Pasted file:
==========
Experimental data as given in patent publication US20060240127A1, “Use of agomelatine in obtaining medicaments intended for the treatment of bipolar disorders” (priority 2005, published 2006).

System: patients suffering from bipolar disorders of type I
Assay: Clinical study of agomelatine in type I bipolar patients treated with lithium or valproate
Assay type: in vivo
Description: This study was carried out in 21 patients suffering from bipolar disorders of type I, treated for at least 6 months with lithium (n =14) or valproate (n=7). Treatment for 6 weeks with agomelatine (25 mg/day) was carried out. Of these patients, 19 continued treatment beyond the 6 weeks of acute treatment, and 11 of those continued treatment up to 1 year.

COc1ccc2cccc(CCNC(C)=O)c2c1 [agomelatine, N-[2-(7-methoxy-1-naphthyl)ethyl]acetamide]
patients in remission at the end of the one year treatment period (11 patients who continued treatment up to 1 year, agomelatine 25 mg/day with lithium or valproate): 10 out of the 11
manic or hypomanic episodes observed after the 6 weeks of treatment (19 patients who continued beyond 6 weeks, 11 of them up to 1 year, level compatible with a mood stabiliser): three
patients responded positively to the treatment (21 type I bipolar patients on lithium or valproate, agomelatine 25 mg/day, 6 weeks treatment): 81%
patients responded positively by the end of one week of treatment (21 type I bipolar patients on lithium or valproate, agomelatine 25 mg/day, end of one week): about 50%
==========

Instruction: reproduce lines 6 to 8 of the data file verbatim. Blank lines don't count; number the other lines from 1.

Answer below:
COc1ccc2cccc(CCNC(C)=O)c2c1 [agomelatine, N-[2-(7-methoxy-1-naphthyl)ethyl]acetamide]
patients in remission at the end of the one year treatment period (11 patients who continued treatment up to 1 year, agomelatine 25 mg/day with lithium or valproate): 10 out of the 11
manic or hypomanic episodes observed after the 6 weeks of treatment (19 patients who continued beyond 6 weeks, 11 of them up to 1 year, level compatible with a mood stabiliser): three